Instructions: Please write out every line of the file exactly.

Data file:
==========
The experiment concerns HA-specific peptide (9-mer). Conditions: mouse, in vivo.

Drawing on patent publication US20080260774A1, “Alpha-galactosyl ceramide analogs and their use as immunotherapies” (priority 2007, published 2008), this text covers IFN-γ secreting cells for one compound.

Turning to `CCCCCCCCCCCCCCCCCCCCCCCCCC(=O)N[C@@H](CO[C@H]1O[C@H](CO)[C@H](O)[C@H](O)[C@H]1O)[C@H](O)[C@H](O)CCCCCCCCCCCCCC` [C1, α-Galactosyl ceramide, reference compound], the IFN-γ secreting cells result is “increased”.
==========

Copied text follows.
The experiment concerns HA-specific peptide (9-mer). Conditions: mouse, in vivo.

Drawing on patent publication US20080260774A1, “Alpha-galactosyl ceramide analogs and their use as immunotherapies” (priority 2007, published 2008), this text covers IFN-γ secreting cells for one compound.

Turning to `CCCCCCCCCCCCCCCCCCCCCCCCCC(=O)N[C@@H](CO[C@H]1O[C@H](CO)[C@H](O)[C@H](O)[C@H]1O)[C@H](O)[C@H](O)CCCCCCCCCCCCCC` [C1, α-Galactosyl ceramide, reference compound], the IFN-γ secreting cells result is “increased”.